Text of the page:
The International Writers Magazine: Africa
Contextualising Julius Nyerere’s Ujamaa as a liberating political philosophy
Ronald Elly Wanda
The story of Africa in the last century is one characterized by action and response. It was a century in which Western actions towards Africa were met with an African reply, and vice-versa. In the ensuing socio-cultural-political struggles, no African leader’s philosophic premise was more visible in showcasing Africanity than the late Tanzanian President Julius Kambarage Nyerere.
It is now nearly 30 years since he peacefully relinquished political power through his Chama Cha Mapinduzi party (an achievement in itself) and 15 years since the curtains came down on his illustrious existence. How best as young learners and scholars alike, do we situate his immense contributions to humanity?
Culture and language
To begin with, Nyerere made us conscious of the vocabulary of language as a window into the universe of knowledge of its speakers and their view of the world around them. Words are taken as a label of aspects of culture, he would often say, adding that they are thus an index of the cultural world of society. His statement - “One should live so that in dying one can say: I gave all my strength for the liberation of humanity”. And “our role is to transform our societies and to give content to human dignity” – gives us a deep inception and clarity to the humanistic basis of his Ujamaa philosophy.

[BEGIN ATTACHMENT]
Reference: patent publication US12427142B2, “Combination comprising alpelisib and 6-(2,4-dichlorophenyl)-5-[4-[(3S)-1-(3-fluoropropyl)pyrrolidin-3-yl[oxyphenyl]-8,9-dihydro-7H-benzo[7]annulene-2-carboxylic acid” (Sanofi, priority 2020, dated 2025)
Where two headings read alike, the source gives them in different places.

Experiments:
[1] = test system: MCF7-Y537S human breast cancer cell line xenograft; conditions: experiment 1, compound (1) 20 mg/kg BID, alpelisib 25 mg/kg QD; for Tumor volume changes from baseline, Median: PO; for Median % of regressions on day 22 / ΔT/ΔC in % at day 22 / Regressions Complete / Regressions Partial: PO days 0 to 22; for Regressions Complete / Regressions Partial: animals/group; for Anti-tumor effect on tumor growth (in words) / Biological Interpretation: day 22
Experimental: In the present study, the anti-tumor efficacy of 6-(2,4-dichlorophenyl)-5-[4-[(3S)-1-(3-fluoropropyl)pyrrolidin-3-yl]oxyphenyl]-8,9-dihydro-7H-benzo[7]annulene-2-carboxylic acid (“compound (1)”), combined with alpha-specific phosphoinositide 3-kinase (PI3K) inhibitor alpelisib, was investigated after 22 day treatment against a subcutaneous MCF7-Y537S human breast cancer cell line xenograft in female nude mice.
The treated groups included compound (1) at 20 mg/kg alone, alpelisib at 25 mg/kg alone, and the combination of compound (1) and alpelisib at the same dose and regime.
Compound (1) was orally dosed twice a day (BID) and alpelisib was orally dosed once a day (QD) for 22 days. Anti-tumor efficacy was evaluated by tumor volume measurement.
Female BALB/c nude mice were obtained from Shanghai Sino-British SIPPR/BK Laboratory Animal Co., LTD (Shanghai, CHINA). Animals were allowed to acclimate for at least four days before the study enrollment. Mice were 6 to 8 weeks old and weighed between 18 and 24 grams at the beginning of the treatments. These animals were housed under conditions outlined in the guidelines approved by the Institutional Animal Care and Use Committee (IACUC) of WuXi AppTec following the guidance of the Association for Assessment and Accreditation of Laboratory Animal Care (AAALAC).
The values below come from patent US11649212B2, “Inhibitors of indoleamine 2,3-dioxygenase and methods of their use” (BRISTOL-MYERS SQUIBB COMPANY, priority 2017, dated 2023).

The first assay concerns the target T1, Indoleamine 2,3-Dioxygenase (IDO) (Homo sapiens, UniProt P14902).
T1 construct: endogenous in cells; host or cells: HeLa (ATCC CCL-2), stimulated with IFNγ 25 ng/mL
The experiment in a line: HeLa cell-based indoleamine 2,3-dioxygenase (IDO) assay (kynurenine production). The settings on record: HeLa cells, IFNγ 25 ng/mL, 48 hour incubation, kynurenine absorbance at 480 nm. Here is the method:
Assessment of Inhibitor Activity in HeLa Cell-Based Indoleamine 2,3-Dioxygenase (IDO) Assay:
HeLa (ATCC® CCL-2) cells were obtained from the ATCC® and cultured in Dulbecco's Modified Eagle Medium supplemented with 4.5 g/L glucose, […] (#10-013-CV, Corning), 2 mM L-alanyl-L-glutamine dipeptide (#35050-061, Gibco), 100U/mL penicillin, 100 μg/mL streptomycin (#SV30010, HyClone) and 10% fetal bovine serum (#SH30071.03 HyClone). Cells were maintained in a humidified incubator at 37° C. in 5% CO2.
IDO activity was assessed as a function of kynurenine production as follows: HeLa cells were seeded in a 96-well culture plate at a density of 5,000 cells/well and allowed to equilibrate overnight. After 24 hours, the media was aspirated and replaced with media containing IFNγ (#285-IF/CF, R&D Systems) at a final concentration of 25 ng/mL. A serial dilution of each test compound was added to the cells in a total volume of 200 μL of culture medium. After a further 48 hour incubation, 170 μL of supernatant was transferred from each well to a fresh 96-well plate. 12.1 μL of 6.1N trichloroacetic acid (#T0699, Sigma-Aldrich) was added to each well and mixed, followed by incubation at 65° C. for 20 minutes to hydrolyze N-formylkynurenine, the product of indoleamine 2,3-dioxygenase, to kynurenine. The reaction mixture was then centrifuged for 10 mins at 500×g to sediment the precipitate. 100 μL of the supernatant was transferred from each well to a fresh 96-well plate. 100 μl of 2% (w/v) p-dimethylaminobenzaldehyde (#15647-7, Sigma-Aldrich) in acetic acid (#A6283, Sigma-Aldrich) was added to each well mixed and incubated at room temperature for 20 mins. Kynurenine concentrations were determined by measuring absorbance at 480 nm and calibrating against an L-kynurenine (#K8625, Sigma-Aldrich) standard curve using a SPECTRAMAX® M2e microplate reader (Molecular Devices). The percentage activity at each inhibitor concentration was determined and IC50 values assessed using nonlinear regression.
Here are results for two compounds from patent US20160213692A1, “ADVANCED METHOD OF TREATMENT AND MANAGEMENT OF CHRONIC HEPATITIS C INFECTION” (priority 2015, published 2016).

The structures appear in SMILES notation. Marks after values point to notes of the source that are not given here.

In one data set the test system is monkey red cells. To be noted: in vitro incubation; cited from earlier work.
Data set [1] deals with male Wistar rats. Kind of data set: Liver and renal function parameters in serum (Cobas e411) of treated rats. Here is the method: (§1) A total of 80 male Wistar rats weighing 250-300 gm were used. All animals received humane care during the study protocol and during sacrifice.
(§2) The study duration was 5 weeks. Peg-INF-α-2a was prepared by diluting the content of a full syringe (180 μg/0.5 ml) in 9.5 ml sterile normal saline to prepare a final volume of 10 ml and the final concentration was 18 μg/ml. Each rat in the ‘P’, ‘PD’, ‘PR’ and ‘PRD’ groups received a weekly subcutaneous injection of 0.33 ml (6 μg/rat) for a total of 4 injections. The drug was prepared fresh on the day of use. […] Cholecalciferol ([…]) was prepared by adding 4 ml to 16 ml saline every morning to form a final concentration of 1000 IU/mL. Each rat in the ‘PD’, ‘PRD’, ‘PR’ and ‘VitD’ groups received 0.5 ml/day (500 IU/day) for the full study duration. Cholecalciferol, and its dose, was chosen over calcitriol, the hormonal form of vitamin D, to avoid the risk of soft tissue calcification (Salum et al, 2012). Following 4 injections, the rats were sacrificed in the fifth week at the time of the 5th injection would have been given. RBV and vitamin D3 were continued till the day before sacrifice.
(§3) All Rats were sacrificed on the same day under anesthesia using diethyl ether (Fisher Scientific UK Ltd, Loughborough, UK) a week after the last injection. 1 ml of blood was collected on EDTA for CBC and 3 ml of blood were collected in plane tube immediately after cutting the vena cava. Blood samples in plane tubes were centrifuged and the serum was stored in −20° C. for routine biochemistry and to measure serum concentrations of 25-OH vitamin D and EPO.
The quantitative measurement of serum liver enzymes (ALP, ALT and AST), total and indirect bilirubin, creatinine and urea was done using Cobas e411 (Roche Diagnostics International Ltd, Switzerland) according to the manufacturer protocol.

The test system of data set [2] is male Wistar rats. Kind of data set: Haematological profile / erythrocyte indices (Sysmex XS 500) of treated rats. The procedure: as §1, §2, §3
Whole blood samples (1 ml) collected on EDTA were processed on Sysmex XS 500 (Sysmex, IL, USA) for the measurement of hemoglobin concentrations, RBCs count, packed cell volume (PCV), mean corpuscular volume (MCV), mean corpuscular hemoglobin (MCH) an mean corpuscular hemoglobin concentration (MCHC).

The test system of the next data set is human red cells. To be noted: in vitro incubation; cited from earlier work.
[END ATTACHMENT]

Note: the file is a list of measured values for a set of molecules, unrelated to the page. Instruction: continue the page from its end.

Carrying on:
For me, Nyererean philosophy, if I can call it that, is one punctuated by modest dreams of freedom of which he endeavored to sidestep as well as to demolish the allure of the nation-state and the false prerogative of progress in Africa – somehow echoing Dr Walter Rodney’s classic How Europe Underdeveloped Africa (1973), or Professor Rene Dumont’s False Start in Africa (1962) and Professor David Basildon’s Black Man’s Burden: Africa and the Curse of the Nation-State (1992). All these classic texts examined the formation of modern African states. And argued, contrary to popular opinion that pre-colonial African states existed with the capacity to integrate themselves organically into the global order on their own terms. Professor Davidson, for instance, dwells extensively on the Asante nation-state to illustrate the vibrancy of the pre-colonial states and concludes that “this organic process would have led to a much more positive end but it was aborted by the invasion of Africa by Imperial powers (driven partly by greed and partly by a racist worldview) and the subsequent imposition of “alien” political structures, completely divorced from, and hostile towards “traditional” African institutions and society.
The ‘Mtu ni Utu’concept